The Global Genes Project is a non-profit organization led by Team R.A.R.E and R.A.R.E. Project, and aims to raise awareness for people and families touched by rare and genetic diseases. What began as a grassroots movement has now expanded into 500 organizations worldwide.

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    Topics: awareness, Global health, patient education, General Medicine, genetic disease, genetic disorder, global genes project, national human genome research institute, National organization of rare disorders, rare disease day, Global Health Blog, medical, NIH, patient education

    October is Breast Cancer Awareness Month

    Posted by Jean Oneil on Oct 3, 2012 10:00:35 AM

    October is Breast Cancer Awareness Month, an annual campaign to increase awareness of the disease. While most people are aware of breast cancer, many forget to take the steps to have a plan to detect the disease in its early stages and encourage others to do the same.

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    Topics: oncology, patient education, Breast Cancer, Disease, Early Detection Plan, lung cancer, National Breast Cancer Foundation, Breast Cancer Awareness Month, breast exams, mammograms, patient education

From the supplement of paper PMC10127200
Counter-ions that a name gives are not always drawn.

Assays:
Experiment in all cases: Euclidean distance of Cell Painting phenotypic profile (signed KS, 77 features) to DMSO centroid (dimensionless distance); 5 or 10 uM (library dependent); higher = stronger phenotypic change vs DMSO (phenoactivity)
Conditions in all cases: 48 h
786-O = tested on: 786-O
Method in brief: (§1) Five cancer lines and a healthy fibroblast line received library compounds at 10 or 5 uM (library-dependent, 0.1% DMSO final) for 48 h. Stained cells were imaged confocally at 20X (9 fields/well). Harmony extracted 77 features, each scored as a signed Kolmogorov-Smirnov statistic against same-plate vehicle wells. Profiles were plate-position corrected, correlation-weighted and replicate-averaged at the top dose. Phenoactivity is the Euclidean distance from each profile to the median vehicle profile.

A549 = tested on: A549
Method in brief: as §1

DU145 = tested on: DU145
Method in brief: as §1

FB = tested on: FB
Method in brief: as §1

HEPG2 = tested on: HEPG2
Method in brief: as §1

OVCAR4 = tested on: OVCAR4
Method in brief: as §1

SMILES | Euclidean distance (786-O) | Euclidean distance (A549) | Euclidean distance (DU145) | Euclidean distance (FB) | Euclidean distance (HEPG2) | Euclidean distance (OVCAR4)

Celebrating NYU Cancer Institute’s New Research System

    Posted by admin on Sep 5, 2012 12:46:43 PM

    Re-posted from Yahoo News:

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    Topics: oncology, patient education, cardiothoracic surgery, Authors, metabolic disease, NanoString Technologies, nCounter Analysis System, NYU Langone Medical Center, NYU School of Medicine, Belluck & Fox, Cancer Institute, Cardiology, Dr. Harvey Pass, Infectious Disease, infectious disease, patient education

    Celebrate Men's Health This June

    Posted by Jean Oneil on Jun 4, 2012 10:36:35 AM

    Anchored by a Congressional health education program, each June, Men’s Health Month is celebrated across the country with screenings, health fairs, media appearances, and other health education and outreach activities.

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    Topics: patient education, Health care, cholesterol, Dr. David Gremillon, medical reference, men's health month, prostate cancer, PSA, wear blue, blood pressure, Men's Health Network, patient education

    Moustaches for Men's Health

    Posted by admin on Nov 4, 2011 1:18:58 PM

    With the help of the Prostate Cancer Foundation, LiveStrong and the Movember Foundation, November marks the 5th annual, Movember.  Movember is an annual, Global event that takes place each November, involving the growing of moustaches, also known as “Mos,” to help raise funds and awareness for prostate cancer and other cancers that affect men.

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    Topics: patient education, men's health, movember, prostate cancer, moustache, patient education